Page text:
6 Possible Causes of Tooth Sensitivity
Learn what causes the enamel erosion that leads to sensitive teeth.
Are your teeth sensitive to hot, cold, or acidic foods? Maybe food and drink doesn’t bother you, but brushing, flossing, or chewing is painful. Whether you get a sharp pain or a dull ache, the culprit is likely dentin hypersensitivity.
Dentin hypersensitivity is more commonly known as sensitive teeth. This condition is caused by the erosion of the protective enamel that covers teeth. Once enough enamel is lost, the dentin, or bony substance comprising the roots and body of the tooth, becomes exposed. Exposed dentin causes pain because stimuli from temperature, pressure, or acidity that were once kept outside the tooth by the enamel can now reach the nerve of the tooth via the thousands of tiny tubules that permeate the dentin.
Tooth sensitivity can be traced back to a number of possible causes or contributing factors. Here are 6 of them:
1. Bruxism. Bruxism is the clinical term for tooth grinding. Whether you are clenching or grinding your teeth while asleep or while awake, over time it is possible to wear down the enamel to such an extent that the dentin becomes exposed.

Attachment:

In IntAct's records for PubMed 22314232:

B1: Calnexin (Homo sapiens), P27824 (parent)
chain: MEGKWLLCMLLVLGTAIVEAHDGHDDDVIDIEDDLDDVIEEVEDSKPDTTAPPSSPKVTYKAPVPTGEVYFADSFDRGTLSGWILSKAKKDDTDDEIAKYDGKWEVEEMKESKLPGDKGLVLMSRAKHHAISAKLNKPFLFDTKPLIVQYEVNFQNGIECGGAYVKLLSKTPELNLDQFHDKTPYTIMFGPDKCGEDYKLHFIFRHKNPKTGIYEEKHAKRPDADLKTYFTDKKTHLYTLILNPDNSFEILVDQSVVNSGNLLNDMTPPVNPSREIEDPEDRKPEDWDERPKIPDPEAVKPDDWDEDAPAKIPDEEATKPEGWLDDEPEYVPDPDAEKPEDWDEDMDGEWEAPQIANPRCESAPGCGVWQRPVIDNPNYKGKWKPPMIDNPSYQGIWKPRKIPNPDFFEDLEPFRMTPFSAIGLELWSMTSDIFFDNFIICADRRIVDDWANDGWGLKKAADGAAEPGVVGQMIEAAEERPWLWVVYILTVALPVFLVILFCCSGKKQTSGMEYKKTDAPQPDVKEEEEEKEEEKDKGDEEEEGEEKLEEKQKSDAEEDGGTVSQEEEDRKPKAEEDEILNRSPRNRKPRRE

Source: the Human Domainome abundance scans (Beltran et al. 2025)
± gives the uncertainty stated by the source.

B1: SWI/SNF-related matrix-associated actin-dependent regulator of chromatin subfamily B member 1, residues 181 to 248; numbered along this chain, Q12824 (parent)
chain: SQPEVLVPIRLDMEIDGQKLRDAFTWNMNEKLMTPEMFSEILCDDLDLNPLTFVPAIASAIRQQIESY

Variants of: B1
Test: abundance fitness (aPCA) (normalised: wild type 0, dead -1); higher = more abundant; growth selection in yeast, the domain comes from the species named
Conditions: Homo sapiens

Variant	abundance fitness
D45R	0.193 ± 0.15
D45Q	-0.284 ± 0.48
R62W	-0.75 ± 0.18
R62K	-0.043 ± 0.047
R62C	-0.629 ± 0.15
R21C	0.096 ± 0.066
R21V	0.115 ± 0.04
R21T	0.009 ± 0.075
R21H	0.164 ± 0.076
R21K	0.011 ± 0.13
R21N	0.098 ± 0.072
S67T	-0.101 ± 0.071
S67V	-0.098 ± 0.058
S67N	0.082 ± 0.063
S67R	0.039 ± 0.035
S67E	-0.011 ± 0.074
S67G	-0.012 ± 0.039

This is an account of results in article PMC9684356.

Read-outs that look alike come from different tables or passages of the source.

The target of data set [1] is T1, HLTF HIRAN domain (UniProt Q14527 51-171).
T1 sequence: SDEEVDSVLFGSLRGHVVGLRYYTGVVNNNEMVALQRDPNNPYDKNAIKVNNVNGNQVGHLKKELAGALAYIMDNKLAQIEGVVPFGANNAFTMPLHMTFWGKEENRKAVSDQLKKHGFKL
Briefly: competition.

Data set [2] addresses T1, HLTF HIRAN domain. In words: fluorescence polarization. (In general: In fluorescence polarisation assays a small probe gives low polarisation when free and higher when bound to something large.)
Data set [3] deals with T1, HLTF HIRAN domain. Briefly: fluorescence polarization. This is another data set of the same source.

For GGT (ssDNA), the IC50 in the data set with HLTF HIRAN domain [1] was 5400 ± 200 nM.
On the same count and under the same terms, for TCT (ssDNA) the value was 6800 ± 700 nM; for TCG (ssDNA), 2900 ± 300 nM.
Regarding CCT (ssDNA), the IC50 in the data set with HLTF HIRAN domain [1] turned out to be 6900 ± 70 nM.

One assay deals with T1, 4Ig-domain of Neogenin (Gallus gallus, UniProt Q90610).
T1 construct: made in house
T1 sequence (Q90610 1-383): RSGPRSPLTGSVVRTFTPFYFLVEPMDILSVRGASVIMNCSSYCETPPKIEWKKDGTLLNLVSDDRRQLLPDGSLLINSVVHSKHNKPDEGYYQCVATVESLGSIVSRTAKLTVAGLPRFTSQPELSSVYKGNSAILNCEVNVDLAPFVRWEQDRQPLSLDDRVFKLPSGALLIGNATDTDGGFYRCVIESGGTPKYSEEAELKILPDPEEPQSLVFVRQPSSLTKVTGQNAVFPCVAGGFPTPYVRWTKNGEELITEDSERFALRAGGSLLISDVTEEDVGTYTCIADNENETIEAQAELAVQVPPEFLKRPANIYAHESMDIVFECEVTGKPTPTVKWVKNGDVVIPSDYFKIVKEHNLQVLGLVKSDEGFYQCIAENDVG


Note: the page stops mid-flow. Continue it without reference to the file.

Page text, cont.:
2. Overbrushing. If you brush your teeth too hard (especially if you are using a toothbrush with hard bristles) it is possible to actually wear away the enamel on your teeth.
3. Tooth Decay. Sensitivity is often a sign that tooth decay has eaten through your enamel, causing a cavity. Areas around existing fillings may also become sensitive if the filling begins to fail.
4. Excessive Plaque. Bacteria builds up on teeth in a film called plaque. If this plaque becomes excessive, the acids produced by the bacteria can cause enamel erosion.
5. Whitening Products. Some over the counter teeth whitening products can damage enamel, especially if used too frequently. To protect your enamel, always get professional teeth whitening at the dentist’s office.
6. Diet Choices. Foods that are high in acid can also contribute to enamel erosion, especially if you snack on them frequently without rinsing or brushing afterwards. Foods like citrus fruits, tomatoes, and pickles are high in acid, as are beverages like tea and soda.
The pain from serious dental problems such as cracked or chipped teeth is sometimes mistaken for dentin hypersensitivity. It is important to visit your dentist promptly as soon as you experience dental pain so that the root cause of that pain may be correctly identified and professionally treated.